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5b. Standard terms and models
• Insurance companies can jointly establish (and distribute):
– – Non-binding models illustrating profits to be realised in life assurance contracts (to be provided by way of non-exclusive guidance only) Non-binding, standard policy conditions in model insurance contracts

• There must be no direct or indirect agreement on terms : standard terms must state that they are neither binding nor recommended, and that participants remain free to apply other terms.

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5b. Standard terms and models (contd.)
• The block exemption lists specific terms which cannot appear among standard terms • Terms excluded for competition law concerns include:
– – the level of commercial premiums, the amount of the excess, administrative costs and interest rates (Reason: concern over price fixing) the obligation on the insured party to take cover for different risks (Reason: concern over tying).

• Terms excluded for consumer protection reasons include:
– – – – – exclusion of coverage of risk owing to characteristics of policyholder; contract duration over 3 years (non-life); unilateral right of insurer to modify contract term; right of insurer to maintain policy following, e.g., "unjustified" increase in premium; obligation to transfer policy to new owner on disposal of insured object etc.

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5c. Common coverage (pooling)
• This is the most extensive form of cooperation among competing insurers exempted by the block exemption as it covers the joint provision of insurance (common policies and premiums). • Both co-insurance and co-reinsurance are exempted • Joint coverage of (completely) new risks - exempted for 3 years regardless of market share • For other risks, and after 3 years for new risks, joint coverage is exempted provided the market shares of the participating insurers do not exceed:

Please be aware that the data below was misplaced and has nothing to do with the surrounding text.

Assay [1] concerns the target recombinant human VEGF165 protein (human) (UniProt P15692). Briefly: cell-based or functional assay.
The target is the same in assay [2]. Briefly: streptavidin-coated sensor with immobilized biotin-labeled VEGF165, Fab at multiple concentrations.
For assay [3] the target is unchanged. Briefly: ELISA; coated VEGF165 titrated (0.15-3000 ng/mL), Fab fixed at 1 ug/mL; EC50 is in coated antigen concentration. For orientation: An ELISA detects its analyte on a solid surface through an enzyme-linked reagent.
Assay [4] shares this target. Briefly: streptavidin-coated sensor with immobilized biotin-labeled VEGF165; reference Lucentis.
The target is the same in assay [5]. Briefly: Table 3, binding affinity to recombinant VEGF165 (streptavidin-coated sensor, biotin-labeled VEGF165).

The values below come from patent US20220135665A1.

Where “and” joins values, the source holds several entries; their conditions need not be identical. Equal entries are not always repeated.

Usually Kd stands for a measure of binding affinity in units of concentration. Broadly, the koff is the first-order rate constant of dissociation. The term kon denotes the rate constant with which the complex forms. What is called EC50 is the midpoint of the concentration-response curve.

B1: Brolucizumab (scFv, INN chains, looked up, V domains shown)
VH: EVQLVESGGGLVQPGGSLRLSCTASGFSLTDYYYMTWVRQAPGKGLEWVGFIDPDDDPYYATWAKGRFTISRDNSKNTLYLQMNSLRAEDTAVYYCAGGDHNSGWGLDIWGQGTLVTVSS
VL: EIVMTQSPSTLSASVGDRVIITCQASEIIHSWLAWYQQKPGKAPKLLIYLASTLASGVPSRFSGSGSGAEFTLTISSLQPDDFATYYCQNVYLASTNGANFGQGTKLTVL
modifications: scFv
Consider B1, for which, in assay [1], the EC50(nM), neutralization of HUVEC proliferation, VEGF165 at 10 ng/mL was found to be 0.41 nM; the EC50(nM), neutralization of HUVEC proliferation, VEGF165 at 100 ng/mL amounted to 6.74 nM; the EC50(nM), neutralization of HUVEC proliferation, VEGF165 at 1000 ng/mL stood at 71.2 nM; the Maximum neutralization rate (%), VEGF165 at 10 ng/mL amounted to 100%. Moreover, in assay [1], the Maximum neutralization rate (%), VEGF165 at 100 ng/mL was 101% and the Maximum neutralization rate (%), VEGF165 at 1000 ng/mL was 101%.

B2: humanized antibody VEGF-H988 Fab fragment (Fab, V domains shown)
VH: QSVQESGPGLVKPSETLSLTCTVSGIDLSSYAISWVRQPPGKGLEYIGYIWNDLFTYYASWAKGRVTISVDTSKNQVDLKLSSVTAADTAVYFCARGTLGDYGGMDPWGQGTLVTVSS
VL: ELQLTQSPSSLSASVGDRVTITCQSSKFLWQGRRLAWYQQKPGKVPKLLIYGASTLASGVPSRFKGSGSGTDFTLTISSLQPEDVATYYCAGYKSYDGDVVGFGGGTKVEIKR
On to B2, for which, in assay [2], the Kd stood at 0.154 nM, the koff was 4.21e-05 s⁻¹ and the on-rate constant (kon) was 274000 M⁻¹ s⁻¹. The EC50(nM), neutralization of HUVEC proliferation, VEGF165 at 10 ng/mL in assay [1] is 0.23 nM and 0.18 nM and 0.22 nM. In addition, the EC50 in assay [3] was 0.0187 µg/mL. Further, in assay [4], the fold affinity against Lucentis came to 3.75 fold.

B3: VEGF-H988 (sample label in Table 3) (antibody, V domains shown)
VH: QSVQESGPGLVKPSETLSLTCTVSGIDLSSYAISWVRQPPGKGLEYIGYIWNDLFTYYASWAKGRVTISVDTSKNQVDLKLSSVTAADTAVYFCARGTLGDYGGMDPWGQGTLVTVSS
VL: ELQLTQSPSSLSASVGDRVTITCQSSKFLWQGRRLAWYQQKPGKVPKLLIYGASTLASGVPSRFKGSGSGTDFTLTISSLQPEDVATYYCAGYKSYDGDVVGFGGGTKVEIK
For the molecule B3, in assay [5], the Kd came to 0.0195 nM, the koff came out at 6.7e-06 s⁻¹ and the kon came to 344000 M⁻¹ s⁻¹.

– – 20% in the case of co-insurance 25% in the case of co-reinsurance

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5c. Common coverage (contd.)
Conditions of exemption: • Each member must have a right to withdraw on one year’s notice • There can be no obligation on members to use the group (to promote independent competition to the group) • There can be no geographical limitations on the activities of the group or members (to promote market integration) • There can be no restrictions on the output of the group or on the customers it may serve • In reassurance groups there can be agreement on commercial premiums to be charged by participants for direct insurance (to prevent spill-over) • The exemption only covers membership of one group per market per insurer
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5d. Security devices
• Insurers can draw up technical specifications, rules and codes of conduct (as well as procedures to establish compliance with them) concerning: – – security devices (in the absence of harmonised EC regulatory rules); and the installation and maintenance of security devices

• This collaboration is permitted as it may serve as a useful benchmark to insurers when evaluating risk • Insurers must be free to accept the use of any devices which do not comply with the jointly developed specifications and rules • Conditions are laid down by the block exemption to ensure that suppliers of security devices are treated in an objective and non-discriminatory manner (to prevent risk of foreclosure)

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6. At Risk Conduct
Types of conduct by insurers that risk infringing the competition rules: • Agreeing, or exchanging information, on intermediaries’ commissions • Restricting the right of an intermediary to discount (unless the intermediary is an agent who bears no risk) • Agreeing, or exchanging information, on the level of premiums • Exchanging information on other competitively sensitive information, e.g. individual market strategies, current sales, customers, individual costs, etc • The sharing markets or customers among insurers

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posted:8/8/2009